Panya’s mother told Thai media in interviews that there was tension between him and his wife. The mother also told digital television 3Plus News that her son owed 300,000 baht ($7,990 ) for his car loan and 140,000 baht ($3,730) in additional personal debt, which was another possible cause of stress.
The police chief also said the initial autopsy performed on Panya’s body failed to detect any dangerous drugs, which would mean that he had not taken any in the preceding 72 hours. The finding appeared to cast doubt on theories the attack had been carried out in a methamphetamine-induced rage. A second autopsy was planned.
In an interview with Amarin TV, Satita Boonsom, who worked at the day care center, said staff locked the glass front door to the building after seeing the assailant shoot a child and his father out front. But the gunman shot and kicked his way through it.
The children, mainly preschoolers, had been taking an afternoon nap, and photos taken by first responders showed their tiny bodies still lying on blankets. In some images, slashes to the victims’ faces and gunshots to their heads could be seen.
Satita said she and three other teachers climbed the center’s fence to escape and call police and seek help. By the time she returned, the children were dead. She said one child who was covered by a blanket survived the attack, apparently because the assailant assumed he was dead.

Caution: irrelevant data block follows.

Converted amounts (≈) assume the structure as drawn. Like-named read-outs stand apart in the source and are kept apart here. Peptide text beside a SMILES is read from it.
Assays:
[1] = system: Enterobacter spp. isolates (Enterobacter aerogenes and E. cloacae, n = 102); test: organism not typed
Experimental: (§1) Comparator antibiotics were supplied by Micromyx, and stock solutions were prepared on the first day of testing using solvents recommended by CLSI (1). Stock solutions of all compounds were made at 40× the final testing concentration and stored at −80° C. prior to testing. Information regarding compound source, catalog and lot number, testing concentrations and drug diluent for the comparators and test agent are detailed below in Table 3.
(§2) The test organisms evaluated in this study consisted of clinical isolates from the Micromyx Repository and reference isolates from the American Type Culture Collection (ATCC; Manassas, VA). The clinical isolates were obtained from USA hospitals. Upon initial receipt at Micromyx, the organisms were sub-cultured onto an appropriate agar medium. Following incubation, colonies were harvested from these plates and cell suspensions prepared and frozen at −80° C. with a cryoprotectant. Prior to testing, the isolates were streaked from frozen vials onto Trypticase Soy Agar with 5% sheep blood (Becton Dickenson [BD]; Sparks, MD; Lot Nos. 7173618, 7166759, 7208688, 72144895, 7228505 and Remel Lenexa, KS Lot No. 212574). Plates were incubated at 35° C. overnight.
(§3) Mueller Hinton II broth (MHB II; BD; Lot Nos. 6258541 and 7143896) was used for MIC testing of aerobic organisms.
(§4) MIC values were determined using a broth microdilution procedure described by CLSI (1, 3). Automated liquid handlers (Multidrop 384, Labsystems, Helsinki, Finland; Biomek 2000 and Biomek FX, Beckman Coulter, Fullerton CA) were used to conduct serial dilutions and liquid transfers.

She said the center usually has 70 to 80 children, but there were fewer at the time of the attack because the semester had ended for older children and rain prevented a school bus from operating.
“They wouldn’t have survived,” she said.
Satita added that the attacker’s son hadn’t been to the day care center recently because he was sick.
One of the youngest survivors was a 3-year-old boy who was riding a tricycle close to his mother and grandmother when the assailant began slashing them with the knife. The mother died from her wounds, and the boy and grandmother were being treated at hospitals, according to local media.
Mass shootings are rare but not unheard of in Thailand, which has one of the highest civilian gun ownership rates in Asia, with 15.1 weapons per 100 people compared to only 0.3 in Singapore and 0.25 in Japan. That’s still far lower than the U.S. rate of 120.5 per 100 people, according to a 2017 survey by Australia’s GunPolicy.org nonprofit organization.
Thailand’s previous worst mass killing involved a disgruntled soldier who opened fire in and around a mall in the northeastern city of Nakhon Ratchasima in 2020, killing 29 people and holding off security forces for some 16 hours before eventually being killed by them.
Nearly 60 others were wounded in that attack. Its death toll surpassed that of the previously worst attack on civilians, a 2015 bombing at a shrine in Bangkok that killed 20 people. It was allegedly carried out by human traffickers in retaliation for a crackdown on their network.
Last month, a clerk shot co-workers at Thailand’s Army War College in Bangkok, killing two and wounding another before he was arrested.
Associated Press writers Chalida Ekvitthayavechnukul, Elaine Kurtenbach and Grant Peck in Bangkok and Kim Tong-hyung in Seoul, South Korea, contributed to this report.